Lead sheets can be found online on sites like 8notes or Musescore. We also offer free lead sheets with many of our song tutorials on the Pianote blog.

🎹 Sight Reading Made Simple 👓

Learning how to read music is like learning a new language. It can feel intimidating and frustrating, but it doesn’t have to be. With proper training, you can quickly and easily read music and unlock the songs you know and love. Take a look at Sight Reading Made Simple, our 100% FREE course on how to painlessly read notes.

START READING TODAY

TOOL #3: PLAYING BY EAR

Lisa (woman with short platinum hair in blue blouse) pointing to ear with both hands.

3.1 Why Play By Ear?

Understanding chords gives you the foundation to start learning songs. But if you prefer playing your melody instead of singing it, or if you can’t find chord charts to your song, you’ll need to know how to play by ear.

Being able to hear something and then play it on an instrument is a fantastic skill. Indeed, some of the world’s most famous musicians didn’t use sheet music. The Beatles couldn’t read sheet music and Mozart was rumored to recreate pieces by ear after listening to them once.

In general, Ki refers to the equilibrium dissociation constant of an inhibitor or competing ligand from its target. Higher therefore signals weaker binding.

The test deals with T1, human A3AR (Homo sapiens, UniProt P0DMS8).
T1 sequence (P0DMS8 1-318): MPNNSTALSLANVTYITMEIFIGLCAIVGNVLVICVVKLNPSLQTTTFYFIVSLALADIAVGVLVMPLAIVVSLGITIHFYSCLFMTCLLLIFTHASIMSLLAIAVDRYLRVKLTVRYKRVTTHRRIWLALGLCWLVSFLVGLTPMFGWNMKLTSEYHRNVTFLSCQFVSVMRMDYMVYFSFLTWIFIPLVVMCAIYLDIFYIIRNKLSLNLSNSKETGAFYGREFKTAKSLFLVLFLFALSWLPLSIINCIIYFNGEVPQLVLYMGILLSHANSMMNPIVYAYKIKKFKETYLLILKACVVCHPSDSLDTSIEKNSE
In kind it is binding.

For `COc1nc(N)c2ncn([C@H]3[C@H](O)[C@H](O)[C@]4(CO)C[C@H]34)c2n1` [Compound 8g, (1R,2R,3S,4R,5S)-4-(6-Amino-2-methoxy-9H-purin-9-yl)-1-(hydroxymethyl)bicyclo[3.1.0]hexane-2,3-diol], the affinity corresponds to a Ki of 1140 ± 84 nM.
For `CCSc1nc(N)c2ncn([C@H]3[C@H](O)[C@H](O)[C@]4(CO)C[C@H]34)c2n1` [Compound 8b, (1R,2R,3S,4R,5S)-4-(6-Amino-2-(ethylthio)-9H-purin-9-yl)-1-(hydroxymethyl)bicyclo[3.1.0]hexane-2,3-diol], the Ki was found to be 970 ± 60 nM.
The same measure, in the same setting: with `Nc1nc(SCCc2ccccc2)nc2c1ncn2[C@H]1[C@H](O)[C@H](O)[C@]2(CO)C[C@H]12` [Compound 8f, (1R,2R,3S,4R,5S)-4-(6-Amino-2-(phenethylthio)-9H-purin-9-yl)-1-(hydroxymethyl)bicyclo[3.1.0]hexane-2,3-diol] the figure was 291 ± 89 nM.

Playing by ear seems like a magical talent that only the best musicians have. But it’s a skill like any other. It can be learned and practiced.

3.2 How to Play By Ear: Figuring Out the Key

A basic understanding of key will help you play songs by ear faster. The key can help you figure out the chord progression of a song. 

In many pop songs, the key is the last note of the chorus. So if your song ends on E, it’s very likely that it’s in E Major.

Figuring this out is just trial and error. Here’s a demonstration in the beginning of this video:

Why is knowing the key useful? Well, if we know that a song is in E Major…

  1. We’ll know what sharps and flats to watch out for. E Major has four sharps (F#, C#, G# and D#). You can find the number of sharps and flats in a key by referring to the Circle of Fifths.
  2. We’ll also know what chords might show up in the song. Diatonic chords are chords that occur on a scale. The most common chords used in pop songs are the I, the V, the IV, and the vi chords. In E Major, this is the E chord, B chord, A chord, and C#m chord.
🎹 WHAT THE HECK ARE DIATONIC CHORDS? “Diatonic” just means chords built on the degrees of a scale. For example, the I chord of C Major is the chord built on the first note of C Major. Since the first note of C Major is C, the I chord is C-E-G. We explain diatonic chords in detail in this lesson.

3.3 How to Play By Ear: Intervals

Understanding intervals will also help you play by ear.

Step 1: Learn what intervals are

The first step is to know how to recognize intervals. An interval is the space between two notes. If you can identify the intervals between notes, you can identify a melody.

Diagram of keyboard with C and G colored in red and labelled as a perfect 5th.

Each interval has a name and a distinct sound. You can recognize intervals by associating them with a song, such as:

Interval: Major 2nd (in C major: C to D)
Song: Happy Birthday

Interval: Major 3rd (C to E)